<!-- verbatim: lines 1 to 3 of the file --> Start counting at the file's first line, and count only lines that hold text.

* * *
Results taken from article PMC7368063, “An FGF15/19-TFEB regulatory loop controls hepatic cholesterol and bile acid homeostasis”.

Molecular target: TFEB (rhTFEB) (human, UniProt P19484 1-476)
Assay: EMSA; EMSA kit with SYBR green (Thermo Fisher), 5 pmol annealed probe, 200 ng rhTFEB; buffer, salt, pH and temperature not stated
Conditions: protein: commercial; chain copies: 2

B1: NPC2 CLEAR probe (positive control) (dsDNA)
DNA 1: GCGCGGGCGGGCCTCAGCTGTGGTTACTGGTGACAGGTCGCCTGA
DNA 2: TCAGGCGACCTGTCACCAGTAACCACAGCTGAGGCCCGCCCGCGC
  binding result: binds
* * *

Results taken from article PMC7368063, “An FGF15/19-TFEB regulatory loop controls hepatic cholesterol and bile acid homeostasis”.

Molecular target: TFEB (rhTFEB) (human, UniProt P19484 1-476)
Assay: EMSA; EMSA kit with SYBR green (Thermo Fisher), 5 pmol annealed probe, 200 ng rhTFEB; buffer, salt, pH and temperature not stated